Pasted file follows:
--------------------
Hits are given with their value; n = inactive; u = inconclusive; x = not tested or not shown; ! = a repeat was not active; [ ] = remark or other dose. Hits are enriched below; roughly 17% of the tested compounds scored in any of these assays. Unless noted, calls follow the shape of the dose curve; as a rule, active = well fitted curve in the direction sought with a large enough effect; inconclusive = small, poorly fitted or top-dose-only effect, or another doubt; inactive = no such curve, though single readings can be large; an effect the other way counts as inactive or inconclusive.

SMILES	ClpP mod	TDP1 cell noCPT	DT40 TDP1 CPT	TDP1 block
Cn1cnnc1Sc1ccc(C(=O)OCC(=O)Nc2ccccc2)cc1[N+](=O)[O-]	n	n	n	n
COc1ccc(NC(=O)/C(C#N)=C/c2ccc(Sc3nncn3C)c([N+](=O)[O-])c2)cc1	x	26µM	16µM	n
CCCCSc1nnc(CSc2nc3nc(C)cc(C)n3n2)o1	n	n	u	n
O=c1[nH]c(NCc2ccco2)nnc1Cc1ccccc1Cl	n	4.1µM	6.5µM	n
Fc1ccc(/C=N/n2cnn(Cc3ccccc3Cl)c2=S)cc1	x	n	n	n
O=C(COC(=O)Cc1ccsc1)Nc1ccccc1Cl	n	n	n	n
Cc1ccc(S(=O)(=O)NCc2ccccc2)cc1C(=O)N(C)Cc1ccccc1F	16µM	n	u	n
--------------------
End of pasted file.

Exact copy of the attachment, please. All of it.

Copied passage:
Hits are given with their value; n = inactive; u = inconclusive; x = not tested or not shown; ! = a repeat was not active; [ ] = remark or other dose. Hits are enriched below; roughly 17% of the tested compounds scored in any of these assays. Unless noted, calls follow the shape of the dose curve; as a rule, active = well fitted curve in the direction sought with a large enough effect; inconclusive = small, poorly fitted or top-dose-only effect, or another doubt; inactive = no such curve, though single readings can be large; an effect the other way counts as inactive or inconclusive.

SMILES	ClpP mod	TDP1 cell noCPT	DT40 TDP1 CPT	TDP1 block
Cn1cnnc1Sc1ccc(C(=O)OCC(=O)Nc2ccccc2)cc1[N+](=O)[O-]	n	n	n	n
COc1ccc(NC(=O)/C(C#N)=C/c2ccc(Sc3nncn3C)c([N+](=O)[O-])c2)cc1	x	26µM	16µM	n
CCCCSc1nnc(CSc2nc3nc(C)cc(C)n3n2)o1	n	n	u	n
O=c1[nH]c(NCc2ccco2)nnc1Cc1ccccc1Cl	n	4.1µM	6.5µM	n
Fc1ccc(/C=N/n2cnn(Cc3ccccc3Cl)c2=S)cc1	x	n	n	n
O=C(COC(=O)Cc1ccsc1)Nc1ccccc1Cl	n	n	n	n
Cc1ccc(S(=O)(=O)NCc2ccccc2)cc1C(=O)N(C)Cc1ccccc1F	16µM	n	u	n